2 Book Lovers Reviews
About L.X. Cain
Lexa Cain lives a stone’s throw (if you throw it really hard) from the beautiful beaches and turquoise waters of the Red Sea. Despite the scenic delights, she’s an indoor gal *cough* couch potato *cough* and can usually be found hunched over her computer, working on new projects. (Pen name L.X. Cain, novel and short story author)
Guest Post: L.X. Cain
I’m happy to be on the 2 Book Lovers Reviews site, and
I think Greg has come up with a great question for his
October 2016 Horror series:
Which five books would you want to survive to be
studied in 500 years time, as representing early 21st
century horror? Why?
It’s never easy to pick “best” books, since that’s rather
subjective, but I can give you my favorites with a bit of
an explanation of why I picked them.
I think the 21st century has rocked the publishing world
because of the rise of the Indie author—“Indie” meaning
both self-published and small press published authors.
For a long time, publishing’s gatekeepers (agents, publishers, editors) chose the books that got released to the public, and unless your last name was King or Patterson, it was hard to get your foot in the door. But indie publishing has brought an abundance of new authors and varied choices. No longer do readers have to content themselves with what the mainstream houses feel is “good enough” to be published. This has been especially great for horror authors. Now, they can write in every niche imaginable, get their work out into the world, and attract fans.
The five books I’ve chosen to keep safe for readers 500 years in the future are all from indie authors and reflect my personal taste for sympathetic heroes, fast-paced action, and fresh, frightening stories.
Afraid by Jack Kilborn (aka J.A. Konrath; 2012). I also love his book Origin, but I chose
Afraid because frankly, it scared me more! It’s a genre mash-up combining horror, action
and science fiction and explores the ideas of the super-soldier and what can happen to a
small town when all contact is broken with the outside world. What if your cell phones and
landlines don’t work? What if surrounding towns were told that anyone exiting your town
is abnormal and dangerous? What if, under the guise of military authority, all the people in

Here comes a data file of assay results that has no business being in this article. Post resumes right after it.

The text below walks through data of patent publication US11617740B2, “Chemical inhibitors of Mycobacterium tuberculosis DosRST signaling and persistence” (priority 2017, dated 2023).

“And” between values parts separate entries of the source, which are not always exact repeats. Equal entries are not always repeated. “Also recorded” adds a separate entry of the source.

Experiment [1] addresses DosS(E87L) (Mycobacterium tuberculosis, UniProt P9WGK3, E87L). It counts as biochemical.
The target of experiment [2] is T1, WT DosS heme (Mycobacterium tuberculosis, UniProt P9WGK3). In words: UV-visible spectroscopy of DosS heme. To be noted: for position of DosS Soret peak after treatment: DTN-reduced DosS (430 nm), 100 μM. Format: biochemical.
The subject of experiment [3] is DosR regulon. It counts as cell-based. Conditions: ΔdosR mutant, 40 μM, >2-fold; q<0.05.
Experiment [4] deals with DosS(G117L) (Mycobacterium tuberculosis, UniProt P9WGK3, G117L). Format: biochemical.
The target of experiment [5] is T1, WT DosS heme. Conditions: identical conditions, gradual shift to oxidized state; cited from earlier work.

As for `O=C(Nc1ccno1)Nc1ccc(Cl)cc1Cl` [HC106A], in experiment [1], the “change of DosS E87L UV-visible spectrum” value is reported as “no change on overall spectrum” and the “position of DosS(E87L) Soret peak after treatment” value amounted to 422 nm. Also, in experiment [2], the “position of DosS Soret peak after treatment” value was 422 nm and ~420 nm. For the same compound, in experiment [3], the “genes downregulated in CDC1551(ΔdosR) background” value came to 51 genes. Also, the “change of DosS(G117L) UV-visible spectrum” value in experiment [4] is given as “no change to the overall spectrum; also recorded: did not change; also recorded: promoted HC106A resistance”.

your town were being rounded up and killed? The dark desperation, multiple POVs, and
heroic characters in this novel kept me flipping pages as fast as I could.
Darkness Rising by Brian Moreland (2015). There are many things to love about Brian
Moreland’s works. He presents sympathetic characters, writes extremely well, and always
surprises the reader with plot twists. The hero of the novella, Darkness Rising, is Marty, a
college janitor who’s been bullied his whole life. Things go from bad to worse to horrendous
when he crosses paths with a trio of killers. Marty goes down, but he’s not out! This story
evolves from a revenge gorefest into a deep psychological drama. Marty’s innermost guilt
and desires are spawned by secrets in his dark past. Every time I thought I had the plot
figured out, Moreland took it down a different path, revealing layers of complexity and evil
I’ve never seen before.
Sea Sick by Iain Rob Wright (2012). Iain Rob Wright is one of the few indie horror authors
who makes his living from writing. He’s quite prolific. The thing I like best about his works
are his original premises. He has a way of turning classic plotlines on their head. Sea Sick is
about a vacationing cop fighting zombies. Average fare? Think again. The cop is on a cruise
ship when the zombie outbreak occurs. There’s literally nowhere to run. And have I
mentioned the time-travel element? There’s nothing average or predictable about Sea Sick,
and it’s riveting!
Zombies v. Ninjas by R.A. Barnes (2015). I’m not usually a fan of zombie novels (or any
“classic” monsters) but a very few are so different and so good that they give new life to the
over-saturated market. Barnes is an Irish writer and definitely has the charming gift for
blarney going on! His loveable, witty, and completely relatable hero reminds me of the
James Herriot (All Creatures Great and Small) series of novels I read as a kid. In addition to
loving the hero and being impressed by the fine writing, I found the scientific explanation of
how the zombies came to be very original and realistic.
Asylum by Amy Cross (2013). Amy Cross is an anomaly in a world where indie authors
increase their readership through publicity and self-promotion. You have to dig hard to find
out much about her. She’s written 97 novels/novellas since 2011. Yes, that’s 97 books in 5
years—or approximately 20 books a year! She’s currently ranked #7 Kindle Horror Author
on Amazon. Her novels and novellas are like potato chips—you can’t read just one. The
stories are always unique, the characters are fresh and fascinating, and the writing is
hospital for the criminally insane where the staff are just as disturbed, and disturbing, as
the patients. With the cast of bizarre characters in this novel, mysteries abound, including
secret experiments and brains in glass jars!